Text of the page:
Belligerent Tone Mars U.S. Administration Space Policy, Lou Friedman, Planetary Society

"The policy is officially a revision of the policy issued ten years ago by the Clinton Administration and, in content, it makes relatively minor changes from previous U.S. policy. But is not the content that has attracted so much attentionit is the tone in which it is expressed. It is belligerent and bellicose, and reminiscent of a schoolyard bully."

Editor's note: Finally, someone has taken the time to craft a response to the new space policy that is well written and doesn't rely on inaccurate arm waving (Bill Nye) or misquotes (NY Times).

Editor's note: In its most recent anti-NASA editorial on the White House space policy, the anonymous author takes a cheap shot at NASA Administrator Mike Griffin by taking his comments out of context. Moreover, they do so in an attempt to make you think that Griffin's ulterior motives are far different than a full reading of his prepared remarks put forth:

Flexing Our Muscles in Space, editorial, NY Times

"The Bush administration has adopted a jingoistic and downright belligerent tone toward space operations. In a new "national space policy" posted without fanfare on an obscure government Web site, and in recent speeches, it has signaled its determination to be pre-eminent in space - as it is in air power and sea power - while opposing any treaties that might curtail any American action there."

Editor's note: If you go to this page on NASA.gov you will see this notice: "U.S. National Space Policy - PDF of the U.S. National Space Policy, released Oct. 6, 2006. (This link downloads the document from the Office of Science and Technology Policy Web site. NASA cannot warrant its permanent availability.)". Why can't NASA post this policy on its own website? It has been two weeks. Why haven't they issued a press release to let people know that this new policy exists and where to read it?

- White House Issues New Space Policy Document, 6 October NASA Watch posting
- Space Policy Is Not on Tony Snow's Top Ten List, earlier posting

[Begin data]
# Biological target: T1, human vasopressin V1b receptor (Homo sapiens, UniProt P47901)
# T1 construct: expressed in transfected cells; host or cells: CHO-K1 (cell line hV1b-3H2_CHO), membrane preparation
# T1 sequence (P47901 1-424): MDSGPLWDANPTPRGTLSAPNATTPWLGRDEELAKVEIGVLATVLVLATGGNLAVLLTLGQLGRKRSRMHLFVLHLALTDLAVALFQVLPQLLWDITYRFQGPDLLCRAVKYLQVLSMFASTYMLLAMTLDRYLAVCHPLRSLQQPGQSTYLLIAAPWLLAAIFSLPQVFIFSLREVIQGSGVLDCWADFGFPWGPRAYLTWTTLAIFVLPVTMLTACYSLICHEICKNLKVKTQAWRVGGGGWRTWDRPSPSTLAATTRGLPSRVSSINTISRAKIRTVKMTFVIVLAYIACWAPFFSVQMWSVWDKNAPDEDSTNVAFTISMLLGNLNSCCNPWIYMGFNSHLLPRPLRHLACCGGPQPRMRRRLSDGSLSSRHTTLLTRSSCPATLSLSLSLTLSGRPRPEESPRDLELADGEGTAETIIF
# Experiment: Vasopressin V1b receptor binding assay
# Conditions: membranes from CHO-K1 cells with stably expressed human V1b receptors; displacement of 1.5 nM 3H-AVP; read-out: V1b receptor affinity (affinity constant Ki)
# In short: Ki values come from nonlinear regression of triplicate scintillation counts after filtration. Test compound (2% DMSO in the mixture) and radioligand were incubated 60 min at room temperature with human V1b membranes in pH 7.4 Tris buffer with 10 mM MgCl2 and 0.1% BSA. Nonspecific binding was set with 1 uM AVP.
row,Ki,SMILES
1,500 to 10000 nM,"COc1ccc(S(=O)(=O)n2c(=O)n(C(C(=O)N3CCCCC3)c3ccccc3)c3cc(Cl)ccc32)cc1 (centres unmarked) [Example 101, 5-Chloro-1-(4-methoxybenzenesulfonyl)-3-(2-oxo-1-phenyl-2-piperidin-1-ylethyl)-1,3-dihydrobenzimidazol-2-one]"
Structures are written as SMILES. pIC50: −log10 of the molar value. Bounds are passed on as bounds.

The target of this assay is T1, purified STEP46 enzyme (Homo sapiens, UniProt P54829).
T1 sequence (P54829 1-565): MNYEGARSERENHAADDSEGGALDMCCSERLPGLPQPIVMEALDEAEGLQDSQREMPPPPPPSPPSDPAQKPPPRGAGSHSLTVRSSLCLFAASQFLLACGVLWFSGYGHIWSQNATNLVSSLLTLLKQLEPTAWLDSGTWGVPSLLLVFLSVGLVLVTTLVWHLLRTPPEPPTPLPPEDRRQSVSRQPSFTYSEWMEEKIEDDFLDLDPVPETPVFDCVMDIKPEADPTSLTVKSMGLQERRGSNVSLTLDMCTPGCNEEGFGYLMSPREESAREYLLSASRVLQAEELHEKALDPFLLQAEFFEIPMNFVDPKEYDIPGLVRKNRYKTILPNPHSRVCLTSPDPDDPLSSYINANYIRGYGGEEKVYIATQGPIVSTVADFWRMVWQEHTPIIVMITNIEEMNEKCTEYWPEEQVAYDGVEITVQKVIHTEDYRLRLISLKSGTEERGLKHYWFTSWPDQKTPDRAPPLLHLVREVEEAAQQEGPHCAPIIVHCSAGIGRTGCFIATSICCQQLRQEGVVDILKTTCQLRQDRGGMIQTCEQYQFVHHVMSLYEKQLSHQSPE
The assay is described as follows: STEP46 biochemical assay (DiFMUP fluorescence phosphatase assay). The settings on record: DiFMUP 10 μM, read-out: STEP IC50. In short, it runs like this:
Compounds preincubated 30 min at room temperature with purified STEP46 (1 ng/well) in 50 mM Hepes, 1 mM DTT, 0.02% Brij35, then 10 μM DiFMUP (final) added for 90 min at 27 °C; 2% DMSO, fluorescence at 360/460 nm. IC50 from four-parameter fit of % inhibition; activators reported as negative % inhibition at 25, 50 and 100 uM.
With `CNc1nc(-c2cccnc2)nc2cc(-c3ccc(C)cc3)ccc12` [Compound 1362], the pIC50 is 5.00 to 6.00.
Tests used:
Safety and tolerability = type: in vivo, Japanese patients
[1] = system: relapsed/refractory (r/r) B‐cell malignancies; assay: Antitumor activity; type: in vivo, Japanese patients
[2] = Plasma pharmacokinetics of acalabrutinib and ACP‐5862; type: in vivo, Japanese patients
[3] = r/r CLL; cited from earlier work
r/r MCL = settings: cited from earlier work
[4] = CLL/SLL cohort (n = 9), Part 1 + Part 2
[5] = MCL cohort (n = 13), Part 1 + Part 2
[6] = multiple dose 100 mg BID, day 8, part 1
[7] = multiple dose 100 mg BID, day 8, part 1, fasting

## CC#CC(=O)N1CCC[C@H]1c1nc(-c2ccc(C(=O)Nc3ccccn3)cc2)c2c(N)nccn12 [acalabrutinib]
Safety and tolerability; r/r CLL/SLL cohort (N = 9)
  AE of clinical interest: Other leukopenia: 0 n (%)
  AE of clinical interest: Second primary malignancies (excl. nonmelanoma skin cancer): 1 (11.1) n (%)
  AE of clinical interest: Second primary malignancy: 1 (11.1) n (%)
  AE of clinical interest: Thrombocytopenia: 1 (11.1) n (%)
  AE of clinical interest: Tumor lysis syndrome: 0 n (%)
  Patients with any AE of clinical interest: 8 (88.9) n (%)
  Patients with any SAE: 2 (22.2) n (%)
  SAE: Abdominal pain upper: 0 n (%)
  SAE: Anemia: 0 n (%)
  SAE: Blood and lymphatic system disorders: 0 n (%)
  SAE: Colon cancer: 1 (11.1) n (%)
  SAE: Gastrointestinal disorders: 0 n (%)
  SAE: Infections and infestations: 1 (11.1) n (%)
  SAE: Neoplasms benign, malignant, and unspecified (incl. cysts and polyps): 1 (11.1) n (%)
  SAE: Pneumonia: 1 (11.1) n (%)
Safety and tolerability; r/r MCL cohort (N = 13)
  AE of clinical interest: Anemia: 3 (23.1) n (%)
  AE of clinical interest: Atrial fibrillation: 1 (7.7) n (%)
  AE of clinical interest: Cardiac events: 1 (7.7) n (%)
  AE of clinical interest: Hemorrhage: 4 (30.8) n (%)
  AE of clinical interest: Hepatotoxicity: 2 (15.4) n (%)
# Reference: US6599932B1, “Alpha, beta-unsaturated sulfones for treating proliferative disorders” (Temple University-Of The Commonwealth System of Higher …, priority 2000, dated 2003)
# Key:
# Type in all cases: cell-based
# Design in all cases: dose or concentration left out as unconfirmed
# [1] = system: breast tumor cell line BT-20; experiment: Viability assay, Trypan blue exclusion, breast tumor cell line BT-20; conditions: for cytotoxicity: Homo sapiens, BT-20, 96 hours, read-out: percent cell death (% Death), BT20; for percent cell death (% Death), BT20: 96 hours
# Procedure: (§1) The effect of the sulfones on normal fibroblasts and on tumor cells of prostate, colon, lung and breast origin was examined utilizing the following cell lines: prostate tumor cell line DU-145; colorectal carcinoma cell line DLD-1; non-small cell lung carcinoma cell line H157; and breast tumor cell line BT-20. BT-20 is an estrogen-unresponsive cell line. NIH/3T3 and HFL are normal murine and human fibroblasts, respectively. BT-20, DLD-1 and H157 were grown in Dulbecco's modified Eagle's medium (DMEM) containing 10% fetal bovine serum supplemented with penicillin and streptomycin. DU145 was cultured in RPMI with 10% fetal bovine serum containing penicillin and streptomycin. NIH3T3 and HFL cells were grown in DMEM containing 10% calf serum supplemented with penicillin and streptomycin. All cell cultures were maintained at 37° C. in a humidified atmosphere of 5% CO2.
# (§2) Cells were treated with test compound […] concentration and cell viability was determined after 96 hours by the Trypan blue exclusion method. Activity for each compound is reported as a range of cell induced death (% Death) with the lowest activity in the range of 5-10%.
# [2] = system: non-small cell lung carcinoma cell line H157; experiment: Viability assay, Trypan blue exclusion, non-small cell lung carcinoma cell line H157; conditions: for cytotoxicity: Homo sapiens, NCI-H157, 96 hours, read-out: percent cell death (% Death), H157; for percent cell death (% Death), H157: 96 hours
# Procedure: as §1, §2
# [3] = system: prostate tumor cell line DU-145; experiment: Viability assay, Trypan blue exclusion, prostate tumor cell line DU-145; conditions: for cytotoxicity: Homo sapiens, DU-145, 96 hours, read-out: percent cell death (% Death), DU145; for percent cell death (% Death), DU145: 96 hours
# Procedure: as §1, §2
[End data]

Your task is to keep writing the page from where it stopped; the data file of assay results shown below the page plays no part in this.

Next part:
- Bill Nye Is A Little Confused, earlier posting

Lunar Lander Challenge

Editor's note: Want to keep up with the Lunar Lander Challenge? Check out this blog by Robin Snelson.

NAC Update

NASA Advisory Council Meeting Notes, SpaceRef

"Clearly there are a lot of tight curves NASA and its partners need to navigate as the remainder of the ISS is lofted into orbit. How the U.S. is going to use the ISS in the near term was also an issue. With an emphasis on assembling the station, utilization is all but non-existent until such time as the majority of the ISS is on orbit. The NAC is seeking to understand the utilization plans for ISS as well as what its designation by Congress as a "national laboratory" actually means in actual practice."

Northrop Grumman to Sponsor Lunar Lander Challenge

"The Northrop Grumman Lunar Lander Challenge will be staged for the first time on Oct. 20-21 at the Las Cruces International Airport, Las Cruces, N.M. as part of the Wirefly X PRIZE Cup space exposition."

CBO Report: Alternatives for Future U.S. Space-Launch Capabilities, Congressional Budget Office

"In considering manned lunar missions, the Congressional Budget Office (CBO) explored alternatives that would use existing launch vehicles; those that would require minor modifications to the designs of existing launchers (termed "close derivatives"); as well as those that would call for major modifications to existing vehicle designs to develop essentially new and much more capable launchers."